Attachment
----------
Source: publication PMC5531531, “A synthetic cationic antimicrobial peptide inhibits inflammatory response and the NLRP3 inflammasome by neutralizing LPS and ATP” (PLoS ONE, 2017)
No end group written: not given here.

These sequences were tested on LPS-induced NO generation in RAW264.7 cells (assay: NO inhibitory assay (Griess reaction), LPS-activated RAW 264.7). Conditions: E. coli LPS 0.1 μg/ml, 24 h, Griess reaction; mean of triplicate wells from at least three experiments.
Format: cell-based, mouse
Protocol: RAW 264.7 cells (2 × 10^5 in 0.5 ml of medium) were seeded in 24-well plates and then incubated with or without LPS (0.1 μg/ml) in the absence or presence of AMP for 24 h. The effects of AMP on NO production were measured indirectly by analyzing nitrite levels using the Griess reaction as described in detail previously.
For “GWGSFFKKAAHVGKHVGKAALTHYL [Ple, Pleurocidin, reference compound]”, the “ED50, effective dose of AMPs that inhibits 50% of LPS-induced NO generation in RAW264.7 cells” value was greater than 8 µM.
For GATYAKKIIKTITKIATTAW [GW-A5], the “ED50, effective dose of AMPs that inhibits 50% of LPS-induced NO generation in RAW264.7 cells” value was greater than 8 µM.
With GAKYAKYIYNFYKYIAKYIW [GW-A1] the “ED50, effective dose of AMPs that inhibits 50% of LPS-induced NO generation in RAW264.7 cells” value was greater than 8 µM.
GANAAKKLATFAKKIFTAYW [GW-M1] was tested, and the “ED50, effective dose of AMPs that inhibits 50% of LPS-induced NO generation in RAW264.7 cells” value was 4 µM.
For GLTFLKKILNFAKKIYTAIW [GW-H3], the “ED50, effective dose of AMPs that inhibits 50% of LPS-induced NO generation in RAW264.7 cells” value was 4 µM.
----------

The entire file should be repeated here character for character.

Source: publication PMC5531531, “A synthetic cationic antimicrobial peptide inhibits inflammatory response and the NLRP3 inflammasome by neutralizing LPS and ATP” (PLoS ONE, 2017)
No end group written: not given here.

These sequences were tested on LPS-induced NO generation in RAW264.7 cells (assay: NO inhibitory assay (Griess reaction), LPS-activated RAW 264.7). Conditions: E. coli LPS 0.1 μg/ml, 24 h, Griess reaction; mean of triplicate wells from at least three experiments.
Format: cell-based, mouse
Protocol: RAW 264.7 cells (2 × 10^5 in 0.5 ml of medium) were seeded in 24-well plates and then incubated with or without LPS (0.1 μg/ml) in the absence or presence of AMP for 24 h. The effects of AMP on NO production were measured indirectly by analyzing nitrite levels using the Griess reaction as described in detail previously.
For “GWGSFFKKAAHVGKHVGKAALTHYL [Ple, Pleurocidin, reference compound]”, the “ED50, effective dose of AMPs that inhibits 50% of LPS-induced NO generation in RAW264.7 cells” value was greater than 8 µM.
For GATYAKKIIKTITKIATTAW [GW-A5], the “ED50, effective dose of AMPs that inhibits 50% of LPS-induced NO generation in RAW264.7 cells” value was greater than 8 µM.
With GAKYAKYIYNFYKYIAKYIW [GW-A1] the “ED50, effective dose of AMPs that inhibits 50% of LPS-induced NO generation in RAW264.7 cells” value was greater than 8 µM.
GANAAKKLATFAKKIFTAYW [GW-M1] was tested, and the “ED50, effective dose of AMPs that inhibits 50% of LPS-induced NO generation in RAW264.7 cells” value was 4 µM.
For GLTFLKKILNFAKKIYTAIW [GW-H3], the “ED50, effective dose of AMPs that inhibits 50% of LPS-induced NO generation in RAW264.7 cells” value was 4 µM.